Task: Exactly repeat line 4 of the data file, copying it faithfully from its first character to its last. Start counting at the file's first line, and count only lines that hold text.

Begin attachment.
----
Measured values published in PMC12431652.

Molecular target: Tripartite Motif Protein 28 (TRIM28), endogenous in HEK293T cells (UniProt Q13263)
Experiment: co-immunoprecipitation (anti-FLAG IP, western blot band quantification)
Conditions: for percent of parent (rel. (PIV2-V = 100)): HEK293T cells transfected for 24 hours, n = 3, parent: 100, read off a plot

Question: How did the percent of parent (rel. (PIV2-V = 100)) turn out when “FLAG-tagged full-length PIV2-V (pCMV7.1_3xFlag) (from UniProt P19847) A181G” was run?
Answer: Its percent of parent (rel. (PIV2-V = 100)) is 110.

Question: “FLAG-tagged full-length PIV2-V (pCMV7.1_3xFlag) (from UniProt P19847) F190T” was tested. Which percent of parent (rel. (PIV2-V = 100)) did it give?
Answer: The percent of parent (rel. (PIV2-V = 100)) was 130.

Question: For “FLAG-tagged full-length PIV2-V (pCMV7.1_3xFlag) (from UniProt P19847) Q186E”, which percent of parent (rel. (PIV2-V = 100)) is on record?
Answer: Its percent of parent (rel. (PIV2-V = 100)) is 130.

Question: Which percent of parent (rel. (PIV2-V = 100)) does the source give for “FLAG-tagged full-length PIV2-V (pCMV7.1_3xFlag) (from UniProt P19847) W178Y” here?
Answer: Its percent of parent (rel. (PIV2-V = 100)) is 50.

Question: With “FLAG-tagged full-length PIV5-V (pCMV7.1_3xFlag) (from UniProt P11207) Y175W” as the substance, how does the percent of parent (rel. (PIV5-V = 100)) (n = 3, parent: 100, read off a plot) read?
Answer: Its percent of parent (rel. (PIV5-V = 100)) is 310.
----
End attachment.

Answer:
Conditions: for percent of parent (rel. (PIV2-V = 100)): HEK293T cells transfected for 24 hours, n = 3, parent: 100, read off a plot